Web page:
2020 NHL Draft Black Book Sneak Peek – Tristen Robins

Hockey Scouting

It’s almost June and we haven’t had any hockey since March 11th. We are still working hard trying to complete our 2020 NHL Draft Black Book and we plan to announce an exact release date sometime in the near future.

So with that said, we decided to share the writeup for one of our player profiles included in the 2020 edition of our Black Book. In the actual book our profiles are accompanied with an exact ranking, a draft grade, player specifics, our popular ‘quotables’ and ratings in five categories for each player. We’ll save that information for the actual book release, but we will share that Robins is ranked as a Top 25 prospect in our final NHL Draft ranking of the season. To find out his exact ranking spot, you will need to wait until we release this year’s Black Book. For now, you can read below to get our thoughts on Tristen.

Tristen Robins – Saskatoon Blades

Tristen was originally drafted in the fourth round of the 2016 WHL Bantam Draft by the Regina Pats, but was dealt to Saskatoon during the 2018 WHL Trade Deadline that saw Libor Hajek moved to the Pats during their 2018 Memorial Cup run. Robins has adjusted well to playing for the Blades and lead the team in scoring this past season with fellow 2020 NHL Draft prospect Kyle Crnkovic trailing closely behind. Robins was an all situations player for Saskatoon, which included the top line even strength and on the power play. When shorthanded Robins was often on the second unit. He finished the season with 73 points in 62 games, including 33 goals. What’s more impressive about Robins season is that in the final 33 games, he finished with 54 points. There was a second half surge that saw him have a higher success rate with his goal scoring output.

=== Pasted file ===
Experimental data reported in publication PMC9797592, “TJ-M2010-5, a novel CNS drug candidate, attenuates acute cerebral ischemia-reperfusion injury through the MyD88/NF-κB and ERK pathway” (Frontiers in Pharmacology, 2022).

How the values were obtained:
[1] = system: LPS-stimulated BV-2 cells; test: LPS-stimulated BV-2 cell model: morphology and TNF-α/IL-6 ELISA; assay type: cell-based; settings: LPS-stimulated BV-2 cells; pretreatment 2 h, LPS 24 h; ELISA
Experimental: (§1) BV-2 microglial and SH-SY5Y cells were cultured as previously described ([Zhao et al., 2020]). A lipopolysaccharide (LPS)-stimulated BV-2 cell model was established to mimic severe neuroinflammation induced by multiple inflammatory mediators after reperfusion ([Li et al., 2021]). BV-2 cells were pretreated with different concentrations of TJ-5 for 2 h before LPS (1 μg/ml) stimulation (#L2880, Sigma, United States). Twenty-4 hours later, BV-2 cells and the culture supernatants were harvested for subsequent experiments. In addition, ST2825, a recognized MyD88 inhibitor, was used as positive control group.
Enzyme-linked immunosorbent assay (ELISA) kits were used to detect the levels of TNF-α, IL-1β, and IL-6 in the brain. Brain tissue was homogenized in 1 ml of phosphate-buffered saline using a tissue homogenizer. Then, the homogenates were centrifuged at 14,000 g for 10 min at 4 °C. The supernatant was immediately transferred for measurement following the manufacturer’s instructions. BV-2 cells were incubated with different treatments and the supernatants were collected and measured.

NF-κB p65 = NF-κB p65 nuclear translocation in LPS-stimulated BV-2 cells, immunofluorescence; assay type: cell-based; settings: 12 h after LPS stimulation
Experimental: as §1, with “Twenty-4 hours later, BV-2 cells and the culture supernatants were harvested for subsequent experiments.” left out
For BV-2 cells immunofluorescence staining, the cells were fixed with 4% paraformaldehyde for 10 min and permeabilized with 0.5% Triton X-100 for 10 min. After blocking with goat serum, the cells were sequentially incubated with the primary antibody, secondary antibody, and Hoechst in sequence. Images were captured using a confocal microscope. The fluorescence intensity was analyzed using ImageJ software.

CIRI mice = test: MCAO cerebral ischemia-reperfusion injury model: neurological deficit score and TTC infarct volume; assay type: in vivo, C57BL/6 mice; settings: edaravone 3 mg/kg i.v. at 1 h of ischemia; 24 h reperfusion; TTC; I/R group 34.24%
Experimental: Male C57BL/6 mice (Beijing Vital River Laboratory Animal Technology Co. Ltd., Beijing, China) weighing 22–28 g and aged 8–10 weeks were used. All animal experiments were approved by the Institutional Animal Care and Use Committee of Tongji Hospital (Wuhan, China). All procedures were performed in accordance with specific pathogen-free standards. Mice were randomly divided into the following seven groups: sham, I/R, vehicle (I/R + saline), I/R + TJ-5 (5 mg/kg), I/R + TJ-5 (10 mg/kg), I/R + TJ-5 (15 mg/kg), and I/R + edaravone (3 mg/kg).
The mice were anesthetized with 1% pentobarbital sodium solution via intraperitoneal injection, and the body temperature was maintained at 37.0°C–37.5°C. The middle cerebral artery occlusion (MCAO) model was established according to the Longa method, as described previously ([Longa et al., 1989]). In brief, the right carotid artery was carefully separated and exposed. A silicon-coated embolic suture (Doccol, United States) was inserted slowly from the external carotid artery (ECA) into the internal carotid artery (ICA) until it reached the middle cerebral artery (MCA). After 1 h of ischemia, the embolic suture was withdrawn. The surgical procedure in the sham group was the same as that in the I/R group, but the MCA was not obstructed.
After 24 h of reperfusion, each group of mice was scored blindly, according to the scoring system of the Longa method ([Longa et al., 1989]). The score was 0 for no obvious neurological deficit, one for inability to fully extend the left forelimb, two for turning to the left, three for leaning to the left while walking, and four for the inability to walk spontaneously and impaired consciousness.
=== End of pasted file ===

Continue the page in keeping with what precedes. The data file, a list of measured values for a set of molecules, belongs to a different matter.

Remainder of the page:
Robins is a high-octane, instinctive line-driving forward, who overwhelms his opponents with a combination of determination and skill. His build is a bit thick and at first glance, you wouldn’t think of him as someone with a lot agility or explosiveness. His frame can be deceptive though, as he’s not only an explosive and sound technical skater, but has a tremendous amount of agility on the ice. We were left watching sequences where we thought Robbins had skated himself into a dead play, only to be shocked as he effortlessly side-stepped an incoming opponent. His edges and pivoting ability make him very elusive in tight spaces and really pronounce his puck protection game. His skating isn’t only effective for evading players, he also features a full extension in a straight-line and can drive with power through each subsequent stride. You rarely see him skip over the ice, he gains traction rapidly and it allows him to make some unique skating plays.

There’s rarely in any draft a player that we can characterize as similar to a Brendan Gallagher or Viktor Arvidsson, but that’s exactly the type of mentality that Tristen consistently displays. He’s listed at 5’10 and looks more like 5’9 out on the ice, but don’t tell him his size, because he doesn’t play small in any way, shape or form. He’s willing to take hits to make plays, and we’ve seen him take a massive hit from a stationary position along the boards, only to be in awe of his ability to not only stay up right but send his larger opponent crumpled to the ice instead. He is the type of player that is willing to enter heavy traffic and it often leads to scoring chances. He’s not a perimeter player, he seemingly refuses to remain on the perimeter.

His competitiveness and energy doesn’t only extend to when he’s on the puck either. Robins is a three-zone player who keeps a demanding pace off the puck, and he uses this pace to pressure opposing defenses. We’ve seen him successfully anticipate an opponent’s passing lane in the neutral zone, then skate aggressively towards him to force a decision, before batting the puck out of mid air and taking off up the ice to generate a scoring chance, as one example. When he’s not using his hand-eye coordination or stick to generate takeaways, he’s using his frame to launch himself into opponents along the boards. We were surprised how often he won battles against bigger, older and more physically developed players; he simply out competes and out hustles opposing players. He’s on the smaller side as mentioned, so occasionally he does get knocked off the puck despite his competitiveness. To counteract this, he increases his work rate when he turns the puck over and is willing to do what it takes to get the puck back.